Lucy Stone (1818-1893), abolitionist and women’s rights advocate, refused to pay the real estate taxes on her home in East Orange to protest New Jersey women’s disenfranchisement and charged taxation without representation.
Distressed at an early age by her father’s domineering treatment of her mother Stone disagreed with the way the law treated women. From then on she chose to fight for the rights of her gender. After her graduation from Oberlin College in 1847 Stone became the first Massachusetts woman to receive a college degree. She began her career as a lecturer on equal rights for women and the injustices of slavery. Stone often faced angry mobs and hecklers who tore down her lecture posters, pelted her with prayer books, burned pepper during her talks to make her sneeze, and drenched her with water.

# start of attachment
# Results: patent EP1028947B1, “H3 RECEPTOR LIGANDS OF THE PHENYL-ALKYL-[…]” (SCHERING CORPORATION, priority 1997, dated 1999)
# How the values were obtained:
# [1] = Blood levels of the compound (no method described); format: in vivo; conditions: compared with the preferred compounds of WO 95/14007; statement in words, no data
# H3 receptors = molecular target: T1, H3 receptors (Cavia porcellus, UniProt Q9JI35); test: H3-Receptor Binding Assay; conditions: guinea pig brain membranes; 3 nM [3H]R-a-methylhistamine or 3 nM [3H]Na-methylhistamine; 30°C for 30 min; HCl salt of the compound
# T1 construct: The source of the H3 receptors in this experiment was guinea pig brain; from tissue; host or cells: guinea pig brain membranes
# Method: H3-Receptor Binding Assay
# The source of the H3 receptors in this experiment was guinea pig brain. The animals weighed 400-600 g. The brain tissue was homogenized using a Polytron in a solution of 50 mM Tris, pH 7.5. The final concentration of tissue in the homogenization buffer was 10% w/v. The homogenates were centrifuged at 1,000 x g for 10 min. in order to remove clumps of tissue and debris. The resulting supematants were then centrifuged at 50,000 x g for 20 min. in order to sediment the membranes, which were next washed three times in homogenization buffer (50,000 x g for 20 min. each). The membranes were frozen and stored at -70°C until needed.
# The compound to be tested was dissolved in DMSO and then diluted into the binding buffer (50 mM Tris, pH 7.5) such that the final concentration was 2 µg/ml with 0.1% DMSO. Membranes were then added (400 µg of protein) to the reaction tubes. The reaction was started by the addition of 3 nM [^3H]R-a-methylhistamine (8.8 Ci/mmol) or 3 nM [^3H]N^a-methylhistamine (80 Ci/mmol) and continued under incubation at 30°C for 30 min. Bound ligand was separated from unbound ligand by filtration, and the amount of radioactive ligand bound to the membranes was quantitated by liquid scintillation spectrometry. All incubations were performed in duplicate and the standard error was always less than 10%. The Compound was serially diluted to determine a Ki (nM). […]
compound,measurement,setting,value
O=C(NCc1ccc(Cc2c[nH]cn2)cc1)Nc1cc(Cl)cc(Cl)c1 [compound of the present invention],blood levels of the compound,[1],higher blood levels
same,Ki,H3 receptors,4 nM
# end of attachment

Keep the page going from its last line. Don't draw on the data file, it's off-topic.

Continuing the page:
An undeterred Stone helped organize the first National Woman’s Rights Convention of 1850 in Worchester, Massachusetts. She was also a founding member of the American Equal Rights Association which worked for Negro and woman suffrage. Stone and her female colleagues often appealed to Congress and New Jersey State Legislature on behalf of women’s suffrage. Stone eventually earned a position as president of the New Jersey Woman Suffrage Association.
McMillen, Sally G. Lucy Stone: An Unapologetic Life. New York: Oxford University